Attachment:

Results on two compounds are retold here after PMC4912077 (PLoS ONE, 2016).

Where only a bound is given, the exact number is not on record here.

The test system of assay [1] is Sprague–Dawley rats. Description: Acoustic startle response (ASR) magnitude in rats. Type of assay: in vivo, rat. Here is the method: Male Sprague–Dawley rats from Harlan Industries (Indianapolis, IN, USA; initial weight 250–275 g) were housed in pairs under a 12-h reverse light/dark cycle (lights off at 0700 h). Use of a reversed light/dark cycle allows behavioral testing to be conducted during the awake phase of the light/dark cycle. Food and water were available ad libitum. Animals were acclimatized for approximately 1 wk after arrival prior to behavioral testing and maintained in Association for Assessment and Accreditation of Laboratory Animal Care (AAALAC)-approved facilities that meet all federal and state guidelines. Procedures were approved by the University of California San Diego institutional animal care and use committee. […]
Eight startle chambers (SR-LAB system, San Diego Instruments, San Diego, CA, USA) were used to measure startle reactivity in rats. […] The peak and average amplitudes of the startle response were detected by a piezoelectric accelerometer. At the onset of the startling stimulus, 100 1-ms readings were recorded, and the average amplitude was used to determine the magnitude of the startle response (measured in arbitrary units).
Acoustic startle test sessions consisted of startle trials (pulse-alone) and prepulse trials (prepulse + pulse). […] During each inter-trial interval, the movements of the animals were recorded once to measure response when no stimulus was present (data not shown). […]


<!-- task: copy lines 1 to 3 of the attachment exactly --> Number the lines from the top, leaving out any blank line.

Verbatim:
Results on two compounds are retold here after PMC4912077 (PLoS ONE, 2016).

Where only a bound is given, the exact number is not on record here.

The test system of assay [1] is Sprague–Dawley rats. Description: Acoustic startle response (ASR) magnitude in rats. Type of assay: in vivo, rat. Here is the method: Male Sprague–Dawley rats from Harlan Industries (Indianapolis, IN, USA; initial weight 250–275 g) were housed in pairs under a 12-h reverse light/dark cycle (lights off at 0700 h). Use of a reversed light/dark cycle allows behavioral testing to be conducted during the awake phase of the light/dark cycle. Food and water were available ad libitum. Animals were acclimatized for approximately 1 wk after arrival prior to behavioral testing and maintained in Association for Assessment and Accreditation of Laboratory Animal Care (AAALAC)-approved facilities that meet all federal and state guidelines. Procedures were approved by the University of California San Diego institutional animal care and use committee. […]